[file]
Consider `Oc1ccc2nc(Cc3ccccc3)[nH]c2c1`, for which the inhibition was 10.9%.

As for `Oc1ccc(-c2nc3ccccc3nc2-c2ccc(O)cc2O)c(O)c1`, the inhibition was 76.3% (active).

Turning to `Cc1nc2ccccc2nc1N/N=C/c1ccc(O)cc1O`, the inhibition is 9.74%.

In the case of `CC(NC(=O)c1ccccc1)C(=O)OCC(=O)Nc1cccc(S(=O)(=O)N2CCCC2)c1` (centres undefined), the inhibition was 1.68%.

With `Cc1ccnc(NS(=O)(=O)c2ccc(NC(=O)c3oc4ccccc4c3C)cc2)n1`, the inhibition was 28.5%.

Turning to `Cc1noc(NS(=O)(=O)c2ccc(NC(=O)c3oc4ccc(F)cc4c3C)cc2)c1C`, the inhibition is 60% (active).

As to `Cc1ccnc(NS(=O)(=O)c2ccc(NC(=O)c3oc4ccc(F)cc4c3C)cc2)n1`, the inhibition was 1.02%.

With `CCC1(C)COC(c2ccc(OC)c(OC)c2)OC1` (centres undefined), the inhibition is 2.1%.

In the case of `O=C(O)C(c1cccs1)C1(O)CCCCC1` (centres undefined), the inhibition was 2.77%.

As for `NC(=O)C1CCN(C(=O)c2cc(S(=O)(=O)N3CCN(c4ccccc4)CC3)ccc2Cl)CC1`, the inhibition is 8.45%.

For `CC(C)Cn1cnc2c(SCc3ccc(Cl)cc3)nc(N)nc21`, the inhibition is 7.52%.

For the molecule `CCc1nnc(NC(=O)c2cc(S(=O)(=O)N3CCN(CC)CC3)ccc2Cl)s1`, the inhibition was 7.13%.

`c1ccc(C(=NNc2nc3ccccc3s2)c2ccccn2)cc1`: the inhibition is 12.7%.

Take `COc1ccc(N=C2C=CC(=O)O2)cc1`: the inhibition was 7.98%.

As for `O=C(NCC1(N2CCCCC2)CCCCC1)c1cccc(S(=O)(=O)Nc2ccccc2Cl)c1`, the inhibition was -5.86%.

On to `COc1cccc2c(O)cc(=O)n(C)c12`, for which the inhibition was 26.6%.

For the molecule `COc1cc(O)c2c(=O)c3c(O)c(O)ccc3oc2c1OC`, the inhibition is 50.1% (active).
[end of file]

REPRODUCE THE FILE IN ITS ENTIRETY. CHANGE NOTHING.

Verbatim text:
Consider `Oc1ccc2nc(Cc3ccccc3)[nH]c2c1`, for which the inhibition was 10.9%.

As for `Oc1ccc(-c2nc3ccccc3nc2-c2ccc(O)cc2O)c(O)c1`, the inhibition was 76.3% (active).

Turning to `Cc1nc2ccccc2nc1N/N=C/c1ccc(O)cc1O`, the inhibition is 9.74%.

In the case of `CC(NC(=O)c1ccccc1)C(=O)OCC(=O)Nc1cccc(S(=O)(=O)N2CCCC2)c1` (centres undefined), the inhibition was 1.68%.

With `Cc1ccnc(NS(=O)(=O)c2ccc(NC(=O)c3oc4ccccc4c3C)cc2)n1`, the inhibition was 28.5%.

Turning to `Cc1noc(NS(=O)(=O)c2ccc(NC(=O)c3oc4ccc(F)cc4c3C)cc2)c1C`, the inhibition is 60% (active).

As to `Cc1ccnc(NS(=O)(=O)c2ccc(NC(=O)c3oc4ccc(F)cc4c3C)cc2)n1`, the inhibition was 1.02%.

With `CCC1(C)COC(c2ccc(OC)c(OC)c2)OC1` (centres undefined), the inhibition is 2.1%.

In the case of `O=C(O)C(c1cccs1)C1(O)CCCCC1` (centres undefined), the inhibition was 2.77%.

As for `NC(=O)C1CCN(C(=O)c2cc(S(=O)(=O)N3CCN(c4ccccc4)CC3)ccc2Cl)CC1`, the inhibition is 8.45%.

For `CC(C)Cn1cnc2c(SCc3ccc(Cl)cc3)nc(N)nc21`, the inhibition is 7.52%.

For the molecule `CCc1nnc(NC(=O)c2cc(S(=O)(=O)N3CCN(CC)CC3)ccc2Cl)s1`, the inhibition was 7.13%.

`c1ccc(C(=NNc2nc3ccccc3s2)c2ccccn2)cc1`: the inhibition is 12.7%.

Take `COc1ccc(N=C2C=CC(=O)O2)cc1`: the inhibition was 7.98%.

As for `O=C(NCC1(N2CCCCC2)CCCCC1)c1cccc(S(=O)(=O)Nc2ccccc2Cl)c1`, the inhibition was -5.86%.

On to `COc1cccc2c(O)cc(=O)n(C)c12`, for which the inhibition was 26.6%.

For the molecule `COc1cc(O)c2c(=O)c3c(O)c(O)ccc3oc2c1OC`, the inhibition is 50.1% (active).